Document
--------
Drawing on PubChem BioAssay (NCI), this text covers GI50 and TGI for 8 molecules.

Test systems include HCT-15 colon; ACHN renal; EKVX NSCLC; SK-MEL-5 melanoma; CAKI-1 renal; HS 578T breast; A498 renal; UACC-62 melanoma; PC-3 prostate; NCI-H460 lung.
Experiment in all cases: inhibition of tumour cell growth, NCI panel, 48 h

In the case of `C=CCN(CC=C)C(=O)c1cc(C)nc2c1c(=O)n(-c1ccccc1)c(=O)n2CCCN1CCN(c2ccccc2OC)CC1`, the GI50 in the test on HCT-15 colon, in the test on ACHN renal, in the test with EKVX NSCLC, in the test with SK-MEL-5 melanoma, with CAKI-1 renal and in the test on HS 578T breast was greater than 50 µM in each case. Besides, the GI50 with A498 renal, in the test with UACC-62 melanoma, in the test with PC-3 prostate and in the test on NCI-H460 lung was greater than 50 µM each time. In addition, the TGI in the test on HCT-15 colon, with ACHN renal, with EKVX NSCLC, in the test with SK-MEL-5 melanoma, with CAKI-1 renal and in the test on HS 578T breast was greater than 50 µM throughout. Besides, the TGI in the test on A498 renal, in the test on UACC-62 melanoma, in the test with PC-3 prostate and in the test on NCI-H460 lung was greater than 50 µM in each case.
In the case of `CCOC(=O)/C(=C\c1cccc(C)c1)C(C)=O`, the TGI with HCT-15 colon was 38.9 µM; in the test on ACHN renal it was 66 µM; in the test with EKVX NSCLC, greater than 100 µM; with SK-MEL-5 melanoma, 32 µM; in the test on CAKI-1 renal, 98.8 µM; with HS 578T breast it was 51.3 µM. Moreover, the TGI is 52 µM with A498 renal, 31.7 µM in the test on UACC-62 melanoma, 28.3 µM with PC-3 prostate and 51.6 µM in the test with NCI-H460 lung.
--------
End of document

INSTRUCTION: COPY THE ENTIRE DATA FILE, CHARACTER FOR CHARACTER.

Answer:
Drawing on PubChem BioAssay (NCI), this text covers GI50 and TGI for 8 molecules.

Test systems include HCT-15 colon; ACHN renal; EKVX NSCLC; SK-MEL-5 melanoma; CAKI-1 renal; HS 578T breast; A498 renal; UACC-62 melanoma; PC-3 prostate; NCI-H460 lung.
Experiment in all cases: inhibition of tumour cell growth, NCI panel, 48 h

In the case of `C=CCN(CC=C)C(=O)c1cc(C)nc2c1c(=O)n(-c1ccccc1)c(=O)n2CCCN1CCN(c2ccccc2OC)CC1`, the GI50 in the test on HCT-15 colon, in the test on ACHN renal, in the test with EKVX NSCLC, in the test with SK-MEL-5 melanoma, with CAKI-1 renal and in the test on HS 578T breast was greater than 50 µM in each case. Besides, the GI50 with A498 renal, in the test with UACC-62 melanoma, in the test with PC-3 prostate and in the test on NCI-H460 lung was greater than 50 µM each time. In addition, the TGI in the test on HCT-15 colon, with ACHN renal, with EKVX NSCLC, in the test with SK-MEL-5 melanoma, with CAKI-1 renal and in the test on HS 578T breast was greater than 50 µM throughout. Besides, the TGI in the test on A498 renal, in the test on UACC-62 melanoma, in the test with PC-3 prostate and in the test on NCI-H460 lung was greater than 50 µM in each case.
In the case of `CCOC(=O)/C(=C\c1cccc(C)c1)C(C)=O`, the TGI with HCT-15 colon was 38.9 µM; in the test on ACHN renal it was 66 µM; in the test with EKVX NSCLC, greater than 100 µM; with SK-MEL-5 melanoma, 32 µM; in the test on CAKI-1 renal, 98.8 µM; with HS 578T breast it was 51.3 µM. Moreover, the TGI is 52 µM with A498 renal, 31.7 µM in the test on UACC-62 melanoma, 28.3 µM with PC-3 prostate and 51.6 µM in the test with NCI-H460 lung.